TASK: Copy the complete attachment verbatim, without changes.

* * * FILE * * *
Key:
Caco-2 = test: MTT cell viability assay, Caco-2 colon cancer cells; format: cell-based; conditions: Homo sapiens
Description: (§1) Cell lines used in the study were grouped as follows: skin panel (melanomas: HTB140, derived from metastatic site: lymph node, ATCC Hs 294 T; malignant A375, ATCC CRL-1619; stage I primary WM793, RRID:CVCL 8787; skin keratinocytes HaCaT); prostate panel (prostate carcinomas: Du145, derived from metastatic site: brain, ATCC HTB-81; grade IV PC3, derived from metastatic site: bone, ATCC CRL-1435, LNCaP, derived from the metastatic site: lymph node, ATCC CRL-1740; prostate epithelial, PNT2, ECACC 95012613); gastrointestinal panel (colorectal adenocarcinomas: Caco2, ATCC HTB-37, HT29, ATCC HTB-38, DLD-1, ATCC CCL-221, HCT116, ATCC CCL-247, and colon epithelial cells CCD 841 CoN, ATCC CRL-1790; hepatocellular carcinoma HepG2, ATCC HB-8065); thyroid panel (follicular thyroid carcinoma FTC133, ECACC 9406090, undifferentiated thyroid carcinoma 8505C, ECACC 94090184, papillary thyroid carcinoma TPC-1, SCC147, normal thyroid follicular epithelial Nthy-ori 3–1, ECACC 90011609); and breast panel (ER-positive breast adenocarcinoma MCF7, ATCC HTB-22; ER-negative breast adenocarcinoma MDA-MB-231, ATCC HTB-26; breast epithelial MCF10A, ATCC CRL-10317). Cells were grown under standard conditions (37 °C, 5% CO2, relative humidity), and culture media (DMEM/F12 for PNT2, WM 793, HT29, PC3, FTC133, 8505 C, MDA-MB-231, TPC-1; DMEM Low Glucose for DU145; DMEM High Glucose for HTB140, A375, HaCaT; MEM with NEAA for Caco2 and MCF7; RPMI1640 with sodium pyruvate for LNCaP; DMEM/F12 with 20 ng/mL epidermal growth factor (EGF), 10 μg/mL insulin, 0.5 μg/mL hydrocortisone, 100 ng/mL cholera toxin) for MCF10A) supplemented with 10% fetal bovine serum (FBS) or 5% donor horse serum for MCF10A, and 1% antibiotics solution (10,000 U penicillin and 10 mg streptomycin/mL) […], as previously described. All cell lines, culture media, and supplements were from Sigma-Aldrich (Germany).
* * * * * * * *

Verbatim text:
Key:
Caco-2 = test: MTT cell viability assay, Caco-2 colon cancer cells; format: cell-based; conditions: Homo sapiens
Description: (§1) Cell lines used in the study were grouped as follows: skin panel (melanomas: HTB140, derived from metastatic site: lymph node, ATCC Hs 294 T; malignant A375, ATCC CRL-1619; stage I primary WM793, RRID:CVCL 8787; skin keratinocytes HaCaT); prostate panel (prostate carcinomas: Du145, derived from metastatic site: brain, ATCC HTB-81; grade IV PC3, derived from metastatic site: bone, ATCC CRL-1435, LNCaP, derived from the metastatic site: lymph node, ATCC CRL-1740; prostate epithelial, PNT2, ECACC 95012613); gastrointestinal panel (colorectal adenocarcinomas: Caco2, ATCC HTB-37, HT29, ATCC HTB-38, DLD-1, ATCC CCL-221, HCT116, ATCC CCL-247, and colon epithelial cells CCD 841 CoN, ATCC CRL-1790; hepatocellular carcinoma HepG2, ATCC HB-8065); thyroid panel (follicular thyroid carcinoma FTC133, ECACC 9406090, undifferentiated thyroid carcinoma 8505C, ECACC 94090184, papillary thyroid carcinoma TPC-1, SCC147, normal thyroid follicular epithelial Nthy-ori 3–1, ECACC 90011609); and breast panel (ER-positive breast adenocarcinoma MCF7, ATCC HTB-22; ER-negative breast adenocarcinoma MDA-MB-231, ATCC HTB-26; breast epithelial MCF10A, ATCC CRL-10317). Cells were grown under standard conditions (37 °C, 5% CO2, relative humidity), and culture media (DMEM/F12 for PNT2, WM 793, HT29, PC3, FTC133, 8505 C, MDA-MB-231, TPC-1; DMEM Low Glucose for DU145; DMEM High Glucose for HTB140, A375, HaCaT; MEM with NEAA for Caco2 and MCF7; RPMI1640 with sodium pyruvate for LNCaP; DMEM/F12 with 20 ng/mL epidermal growth factor (EGF), 10 μg/mL insulin, 0.5 μg/mL hydrocortisone, 100 ng/mL cholera toxin) for MCF10A) supplemented with 10% fetal bovine serum (FBS) or 5% donor horse serum for MCF10A, and 1% antibiotics solution (10,000 U penicillin and 10 mg streptomycin/mL) […], as previously described. All cell lines, culture media, and supplements were from Sigma-Aldrich (Germany).